academic integrity: Students enrolled in this course are expected to adhere to the UT Arlington Honor Code:
I pledge, on my honor, to uphold UT Arlington's tradition of academic integrity, a tradition that values hard work and honest effort in the pursuit of academic excellence.UT Arlington faculty members may employ the Honor Code as they see fit in their courses, including (but not limited to) having students acknowledge the honor code as part of an examination or requiring students to incorporate the honor code into any work submitted. Per UT System Regents' Rule 50101, 2.2, suspected violations of university's standards for academic integrity (including the Honor Code) will be referred to the Office of Student Conduct. Violators will be disciplined in accordance with University policy, which may result in the student's suspension or expulsion from the University.
I promise that I will submit only work that I personally create or contribute to group collaborations, and I will appropriately reference any work from other sources. I will follow the highest standards of integrity and uphold the spirit of the Honor Code.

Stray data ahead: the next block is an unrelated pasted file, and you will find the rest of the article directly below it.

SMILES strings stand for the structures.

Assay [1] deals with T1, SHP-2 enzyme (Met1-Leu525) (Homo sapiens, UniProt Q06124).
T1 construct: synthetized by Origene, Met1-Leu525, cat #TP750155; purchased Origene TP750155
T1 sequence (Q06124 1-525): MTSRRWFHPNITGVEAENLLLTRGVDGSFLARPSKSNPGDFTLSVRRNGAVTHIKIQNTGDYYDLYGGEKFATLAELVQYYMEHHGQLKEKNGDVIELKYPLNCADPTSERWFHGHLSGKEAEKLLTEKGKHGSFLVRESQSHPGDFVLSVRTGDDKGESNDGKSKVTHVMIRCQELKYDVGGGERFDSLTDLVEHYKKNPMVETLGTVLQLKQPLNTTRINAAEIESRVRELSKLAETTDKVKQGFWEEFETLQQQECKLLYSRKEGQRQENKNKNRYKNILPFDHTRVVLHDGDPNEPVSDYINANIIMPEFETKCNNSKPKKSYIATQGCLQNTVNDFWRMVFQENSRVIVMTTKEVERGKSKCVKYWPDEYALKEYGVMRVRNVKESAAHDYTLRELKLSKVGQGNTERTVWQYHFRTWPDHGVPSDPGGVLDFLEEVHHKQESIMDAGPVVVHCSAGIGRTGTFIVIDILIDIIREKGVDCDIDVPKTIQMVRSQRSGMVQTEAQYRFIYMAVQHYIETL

disability policy: The University of Texas at Arlington is on record as being committed to both the spirit and letter of federal equal opportunity legislation; reference Public Law 93112—The Rehabilitation Act of 1973 as amended. With the passage of new federal legislation entitled Americans with Disabilities Act – (ADA), pursuant to section 504 of the Rehabilitation Act, there is renewed focus on providing this population with the same opportunities enjoyed by all citizens. As a faculty member, I am required by law to provide "reasonable accommodation" to students with disabilities, so as not to discriminate on the basis of that disability. Student responsibility primarily rests with informing faculty at the beginning of the semester and in providing authorized documentation through designated administrative channels.